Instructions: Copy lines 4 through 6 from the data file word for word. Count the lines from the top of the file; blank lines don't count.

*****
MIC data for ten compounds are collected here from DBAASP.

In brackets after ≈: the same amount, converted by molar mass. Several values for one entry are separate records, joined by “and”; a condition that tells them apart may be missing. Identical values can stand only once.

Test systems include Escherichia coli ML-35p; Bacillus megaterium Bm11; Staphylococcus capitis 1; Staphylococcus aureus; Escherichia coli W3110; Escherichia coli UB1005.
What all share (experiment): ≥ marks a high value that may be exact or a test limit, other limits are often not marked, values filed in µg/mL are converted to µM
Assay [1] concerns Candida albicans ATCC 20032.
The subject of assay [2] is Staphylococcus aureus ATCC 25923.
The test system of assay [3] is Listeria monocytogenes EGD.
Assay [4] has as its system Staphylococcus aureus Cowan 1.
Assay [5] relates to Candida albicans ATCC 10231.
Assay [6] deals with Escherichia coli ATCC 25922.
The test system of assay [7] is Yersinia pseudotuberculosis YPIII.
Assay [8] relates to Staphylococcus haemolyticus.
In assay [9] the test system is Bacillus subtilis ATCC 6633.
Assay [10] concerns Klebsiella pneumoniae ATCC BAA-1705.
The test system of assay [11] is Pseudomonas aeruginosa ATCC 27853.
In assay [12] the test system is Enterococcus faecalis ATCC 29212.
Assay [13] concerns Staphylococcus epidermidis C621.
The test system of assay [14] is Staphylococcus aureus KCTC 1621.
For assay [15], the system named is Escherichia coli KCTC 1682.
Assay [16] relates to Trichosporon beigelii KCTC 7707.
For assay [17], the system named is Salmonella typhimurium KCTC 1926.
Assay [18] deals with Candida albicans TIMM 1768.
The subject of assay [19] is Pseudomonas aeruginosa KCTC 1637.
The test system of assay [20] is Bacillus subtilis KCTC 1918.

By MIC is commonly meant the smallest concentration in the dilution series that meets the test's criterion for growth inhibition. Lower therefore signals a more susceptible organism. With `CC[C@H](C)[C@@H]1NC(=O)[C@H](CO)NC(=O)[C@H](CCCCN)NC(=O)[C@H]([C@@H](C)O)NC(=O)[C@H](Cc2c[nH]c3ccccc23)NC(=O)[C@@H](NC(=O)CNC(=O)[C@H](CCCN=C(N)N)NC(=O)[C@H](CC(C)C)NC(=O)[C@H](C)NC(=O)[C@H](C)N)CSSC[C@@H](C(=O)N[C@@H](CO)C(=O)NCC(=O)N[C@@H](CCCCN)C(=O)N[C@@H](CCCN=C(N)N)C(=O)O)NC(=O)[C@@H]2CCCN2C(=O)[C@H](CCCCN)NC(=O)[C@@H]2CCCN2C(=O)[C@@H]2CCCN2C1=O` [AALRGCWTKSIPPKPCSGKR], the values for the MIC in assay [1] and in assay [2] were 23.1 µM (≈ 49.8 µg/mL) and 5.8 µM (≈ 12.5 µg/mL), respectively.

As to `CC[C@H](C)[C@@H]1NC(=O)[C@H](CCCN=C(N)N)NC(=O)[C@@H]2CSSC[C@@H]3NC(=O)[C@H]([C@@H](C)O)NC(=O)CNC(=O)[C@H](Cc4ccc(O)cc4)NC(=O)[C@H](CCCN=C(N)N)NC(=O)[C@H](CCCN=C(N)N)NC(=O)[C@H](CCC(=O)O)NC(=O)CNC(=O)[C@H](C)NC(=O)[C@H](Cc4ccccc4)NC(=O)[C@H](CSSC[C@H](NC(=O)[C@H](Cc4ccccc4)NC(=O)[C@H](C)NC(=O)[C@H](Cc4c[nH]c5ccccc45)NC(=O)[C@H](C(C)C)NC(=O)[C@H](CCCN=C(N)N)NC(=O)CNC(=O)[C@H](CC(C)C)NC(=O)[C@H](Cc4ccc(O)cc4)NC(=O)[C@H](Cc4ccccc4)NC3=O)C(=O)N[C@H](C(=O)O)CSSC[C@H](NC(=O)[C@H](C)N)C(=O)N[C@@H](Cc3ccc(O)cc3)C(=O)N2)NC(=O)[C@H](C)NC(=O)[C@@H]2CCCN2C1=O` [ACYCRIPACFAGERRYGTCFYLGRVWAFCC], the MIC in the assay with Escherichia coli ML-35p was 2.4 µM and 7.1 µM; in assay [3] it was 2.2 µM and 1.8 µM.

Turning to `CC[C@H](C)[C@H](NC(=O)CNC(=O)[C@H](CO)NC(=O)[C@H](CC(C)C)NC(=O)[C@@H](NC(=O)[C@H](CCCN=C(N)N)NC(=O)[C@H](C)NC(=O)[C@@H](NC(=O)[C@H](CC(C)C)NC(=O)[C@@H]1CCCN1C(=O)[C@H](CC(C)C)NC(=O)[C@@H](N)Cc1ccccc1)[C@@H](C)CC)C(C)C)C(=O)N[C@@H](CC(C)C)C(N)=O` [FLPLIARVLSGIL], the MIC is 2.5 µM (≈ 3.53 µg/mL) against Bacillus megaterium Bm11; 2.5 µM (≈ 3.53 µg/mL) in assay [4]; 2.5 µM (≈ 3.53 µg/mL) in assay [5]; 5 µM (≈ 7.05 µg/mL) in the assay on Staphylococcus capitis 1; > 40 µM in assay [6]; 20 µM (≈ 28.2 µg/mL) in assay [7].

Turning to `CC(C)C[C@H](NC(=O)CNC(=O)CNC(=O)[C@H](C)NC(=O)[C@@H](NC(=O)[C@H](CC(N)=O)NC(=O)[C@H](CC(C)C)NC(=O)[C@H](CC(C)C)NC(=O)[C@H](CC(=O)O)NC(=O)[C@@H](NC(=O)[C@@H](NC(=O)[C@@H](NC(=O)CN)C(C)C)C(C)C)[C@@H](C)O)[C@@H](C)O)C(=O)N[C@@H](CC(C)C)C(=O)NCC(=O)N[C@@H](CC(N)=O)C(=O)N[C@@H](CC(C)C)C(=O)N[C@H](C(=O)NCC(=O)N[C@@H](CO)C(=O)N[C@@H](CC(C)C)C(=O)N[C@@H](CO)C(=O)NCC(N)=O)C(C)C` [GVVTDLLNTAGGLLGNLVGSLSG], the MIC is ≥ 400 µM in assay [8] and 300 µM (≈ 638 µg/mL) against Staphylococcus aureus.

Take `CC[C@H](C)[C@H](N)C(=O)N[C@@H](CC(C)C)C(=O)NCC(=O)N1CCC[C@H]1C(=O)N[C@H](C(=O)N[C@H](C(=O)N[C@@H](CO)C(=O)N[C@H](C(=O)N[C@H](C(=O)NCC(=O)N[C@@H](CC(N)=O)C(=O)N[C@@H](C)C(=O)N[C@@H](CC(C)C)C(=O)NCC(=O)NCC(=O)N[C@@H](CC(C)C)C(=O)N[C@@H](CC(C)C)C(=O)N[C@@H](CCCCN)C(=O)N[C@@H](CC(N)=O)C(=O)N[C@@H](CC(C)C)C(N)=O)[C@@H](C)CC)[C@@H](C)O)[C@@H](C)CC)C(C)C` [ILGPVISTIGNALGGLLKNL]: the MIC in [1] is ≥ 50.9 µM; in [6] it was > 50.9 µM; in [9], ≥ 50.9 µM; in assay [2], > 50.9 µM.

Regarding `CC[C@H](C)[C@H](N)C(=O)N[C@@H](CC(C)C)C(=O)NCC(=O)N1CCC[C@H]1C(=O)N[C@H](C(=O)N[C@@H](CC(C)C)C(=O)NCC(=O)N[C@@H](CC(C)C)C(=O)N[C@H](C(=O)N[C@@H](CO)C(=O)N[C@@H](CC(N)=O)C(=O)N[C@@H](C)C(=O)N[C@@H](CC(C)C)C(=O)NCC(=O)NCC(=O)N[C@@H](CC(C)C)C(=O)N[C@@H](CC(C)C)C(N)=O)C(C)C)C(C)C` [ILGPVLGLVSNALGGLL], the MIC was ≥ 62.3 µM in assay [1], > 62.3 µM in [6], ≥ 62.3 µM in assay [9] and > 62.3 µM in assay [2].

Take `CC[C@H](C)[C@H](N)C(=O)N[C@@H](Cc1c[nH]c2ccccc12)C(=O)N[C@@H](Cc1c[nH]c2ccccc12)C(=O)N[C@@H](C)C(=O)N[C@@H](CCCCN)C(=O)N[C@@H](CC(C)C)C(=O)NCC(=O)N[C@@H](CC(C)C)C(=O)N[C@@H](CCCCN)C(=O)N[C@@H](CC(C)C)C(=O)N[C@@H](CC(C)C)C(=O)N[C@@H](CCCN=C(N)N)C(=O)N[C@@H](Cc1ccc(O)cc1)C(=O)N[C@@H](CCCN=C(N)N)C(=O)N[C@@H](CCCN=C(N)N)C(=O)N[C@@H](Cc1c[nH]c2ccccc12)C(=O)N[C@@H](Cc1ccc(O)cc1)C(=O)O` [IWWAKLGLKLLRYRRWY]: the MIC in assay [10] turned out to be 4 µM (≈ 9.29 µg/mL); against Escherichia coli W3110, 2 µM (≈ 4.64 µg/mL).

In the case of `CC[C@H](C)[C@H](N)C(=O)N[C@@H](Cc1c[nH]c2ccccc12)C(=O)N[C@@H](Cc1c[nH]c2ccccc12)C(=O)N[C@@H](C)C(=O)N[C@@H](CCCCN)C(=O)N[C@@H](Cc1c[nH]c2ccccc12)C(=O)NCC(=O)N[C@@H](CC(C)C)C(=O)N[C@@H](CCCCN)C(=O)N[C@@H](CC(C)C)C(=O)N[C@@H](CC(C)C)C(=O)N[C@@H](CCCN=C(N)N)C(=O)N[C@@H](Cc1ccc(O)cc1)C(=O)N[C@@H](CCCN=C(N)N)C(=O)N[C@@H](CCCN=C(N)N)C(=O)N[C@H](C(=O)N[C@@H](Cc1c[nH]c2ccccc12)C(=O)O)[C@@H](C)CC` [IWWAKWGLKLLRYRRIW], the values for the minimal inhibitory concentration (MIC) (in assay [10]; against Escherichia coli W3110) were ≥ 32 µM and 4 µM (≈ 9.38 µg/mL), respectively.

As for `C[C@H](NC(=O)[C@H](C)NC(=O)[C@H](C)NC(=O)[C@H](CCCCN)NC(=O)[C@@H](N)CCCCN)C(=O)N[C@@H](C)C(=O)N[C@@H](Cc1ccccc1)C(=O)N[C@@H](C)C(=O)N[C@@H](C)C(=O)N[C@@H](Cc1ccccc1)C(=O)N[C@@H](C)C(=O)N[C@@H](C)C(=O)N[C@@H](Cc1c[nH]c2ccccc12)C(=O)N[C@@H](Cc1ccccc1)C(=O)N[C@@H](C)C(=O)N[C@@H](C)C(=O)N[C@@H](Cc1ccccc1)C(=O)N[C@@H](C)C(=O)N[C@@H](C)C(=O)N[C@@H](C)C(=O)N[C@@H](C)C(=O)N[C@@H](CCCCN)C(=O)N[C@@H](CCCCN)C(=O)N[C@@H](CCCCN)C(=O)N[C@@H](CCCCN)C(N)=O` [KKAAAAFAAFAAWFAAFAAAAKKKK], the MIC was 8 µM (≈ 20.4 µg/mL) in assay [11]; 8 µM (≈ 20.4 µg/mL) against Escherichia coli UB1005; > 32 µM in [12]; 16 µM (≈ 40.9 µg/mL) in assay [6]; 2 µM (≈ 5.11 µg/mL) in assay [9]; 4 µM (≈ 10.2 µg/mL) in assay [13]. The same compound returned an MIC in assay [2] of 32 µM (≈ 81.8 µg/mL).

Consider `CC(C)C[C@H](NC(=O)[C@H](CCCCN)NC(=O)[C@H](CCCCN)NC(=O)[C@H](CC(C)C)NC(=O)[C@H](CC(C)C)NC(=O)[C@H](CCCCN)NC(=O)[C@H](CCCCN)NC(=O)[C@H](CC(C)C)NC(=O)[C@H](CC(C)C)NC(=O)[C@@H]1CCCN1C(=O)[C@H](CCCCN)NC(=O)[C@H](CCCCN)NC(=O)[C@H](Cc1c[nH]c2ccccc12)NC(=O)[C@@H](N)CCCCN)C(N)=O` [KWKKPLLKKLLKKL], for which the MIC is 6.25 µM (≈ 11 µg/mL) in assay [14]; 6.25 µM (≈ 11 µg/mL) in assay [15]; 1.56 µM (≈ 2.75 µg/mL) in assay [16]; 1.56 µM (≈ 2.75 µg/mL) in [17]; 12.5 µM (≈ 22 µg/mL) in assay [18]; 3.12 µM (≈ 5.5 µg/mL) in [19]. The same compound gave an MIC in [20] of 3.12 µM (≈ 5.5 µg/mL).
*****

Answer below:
What all share (experiment): ≥ marks a high value that may be exact or a test limit, other limits are often not marked, values filed in µg/mL are converted to µM
Assay [1] concerns Candida albicans ATCC 20032.
The subject of assay [2] is Staphylococcus aureus ATCC 25923.